The Roederstein-
Jughenn Archive

in the Städel Museum

In 2019, the Städel Museum received the generous private donation of the extensive legacy left behind by the artist Ottilie W. Roederstein (1859–1937). These exceptional archival holdings are now undergoing thorough scholarly systemization and study at the museum with the aim of making them accessible to the public. The written and pictorial material dates from throughout the artist’s biography and career.

In the exhibition “SELF. DETERMINED. The Painter Ottilie W. Roederstein” (19 May – 5 September 2021), selected documents and photographs from the Städel Museum’s Roederstein-Jughenn Archive will offer initial insights into these important holdings.

  • Ottilie W. Roederstein (ca. 1890s)

It was by way of Roederstein’s partner Elisabeth H. Winterhalter (1856–1952) that the material entered the possession of Hermann Jughenn (1888–1967) of Hofheim, a longstanding friend of the two women. Starting in 1937, Jughenn worked on the legacy for more than twenty years, supplementing it with correspondence, photos of the works, memos and other material he collected in preparation for drawing up a biography of the artist and a catalogue of her oeuvre. After his death in 1967, his Roederstein archive was stored in the attic of his house in Hofheim. His catalogue raisonné was never published.

As part of the scholarly processing of the Roederstein-Jughenn Archive, the artist’s correspondence, reviews of her exhibitions and a large proportion of the photographs from her estate are currently undergoing digitalization. The multifaceted historical material provides insights into the private circumstances of an artist who, despite many personal challenges and historical upheavals, succeeded in earning a living with commissioned works over a period of more than sixty years. They also document the marriage-like relationship cultivated for many decades by two financially independent women who enjoyed the high regard of society. Above all, however, they reflect the wide-ranging contacts of an artist who – active in Switzerland, France, and Germany – managed to maximize her commercial success by means of a cleverly developed social network.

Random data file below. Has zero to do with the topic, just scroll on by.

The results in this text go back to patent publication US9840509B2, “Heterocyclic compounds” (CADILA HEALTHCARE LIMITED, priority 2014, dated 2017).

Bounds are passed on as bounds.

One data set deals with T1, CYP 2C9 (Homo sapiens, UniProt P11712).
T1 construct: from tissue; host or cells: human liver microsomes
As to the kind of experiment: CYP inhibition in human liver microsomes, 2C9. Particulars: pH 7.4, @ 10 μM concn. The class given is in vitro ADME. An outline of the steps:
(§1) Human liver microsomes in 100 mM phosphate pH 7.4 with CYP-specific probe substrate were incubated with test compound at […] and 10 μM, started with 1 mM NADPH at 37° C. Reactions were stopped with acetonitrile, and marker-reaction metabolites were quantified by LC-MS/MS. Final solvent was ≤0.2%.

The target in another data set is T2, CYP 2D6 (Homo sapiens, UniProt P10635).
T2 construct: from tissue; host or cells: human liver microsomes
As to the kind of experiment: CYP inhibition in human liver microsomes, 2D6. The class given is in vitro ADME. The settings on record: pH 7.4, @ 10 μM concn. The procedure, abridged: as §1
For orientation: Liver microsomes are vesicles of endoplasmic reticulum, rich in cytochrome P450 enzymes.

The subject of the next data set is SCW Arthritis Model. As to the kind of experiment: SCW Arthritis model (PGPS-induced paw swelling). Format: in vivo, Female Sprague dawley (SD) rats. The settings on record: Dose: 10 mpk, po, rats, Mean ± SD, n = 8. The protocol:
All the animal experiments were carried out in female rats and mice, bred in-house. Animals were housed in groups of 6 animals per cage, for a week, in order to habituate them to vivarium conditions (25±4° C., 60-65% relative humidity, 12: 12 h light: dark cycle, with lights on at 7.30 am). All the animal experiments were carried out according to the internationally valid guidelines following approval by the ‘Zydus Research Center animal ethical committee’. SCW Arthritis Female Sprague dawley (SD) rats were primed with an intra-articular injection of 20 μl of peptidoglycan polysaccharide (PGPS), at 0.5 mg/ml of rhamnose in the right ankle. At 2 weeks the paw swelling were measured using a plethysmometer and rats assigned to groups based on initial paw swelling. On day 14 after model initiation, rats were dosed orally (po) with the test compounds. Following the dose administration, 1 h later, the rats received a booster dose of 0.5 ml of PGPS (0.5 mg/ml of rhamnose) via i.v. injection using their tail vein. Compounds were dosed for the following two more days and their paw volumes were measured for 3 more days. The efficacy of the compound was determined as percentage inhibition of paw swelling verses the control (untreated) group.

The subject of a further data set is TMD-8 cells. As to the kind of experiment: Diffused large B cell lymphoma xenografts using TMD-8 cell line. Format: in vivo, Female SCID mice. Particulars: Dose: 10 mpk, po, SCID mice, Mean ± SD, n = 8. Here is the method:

• Ottilie W. Roederstein, Self-Portrait with a Hat (1904)
  • Ottilie W. Roederstein in her studio at the Städelsches Kunstinstitut (ca. 1894)

The correspondence includes letters between Roederstein and Winterhalter, her family and close confidantes such as Anna and Tilly Edinger and Pauline Haeberlin, artists such as Cuno Amiet, Carolus-Duran, Jean-Jacques Henner, Dora Hitz, Alexej von Jawlensky, Ludwig Meidner, Sigismund Righini, Annie Stebler-Hopf, the amateur photographer Jeanne Smith and writers such as Wilhelm Schaefer and Julia Virginia Laengsdorff. The archive moreover comprises the manuscripts of Roederstein’s biographer Hermann Jughenn as well as his correspondence with owners of her works. This material documents Jughenn’s preliminary work on the catalogue raisonné that was to document (and to a large extent illustrate) 1,800 works by the artist, including some 980 paintings. Approximately 700 exhibition reviews published from 1883 onwards supplement the material intended for the catalogue.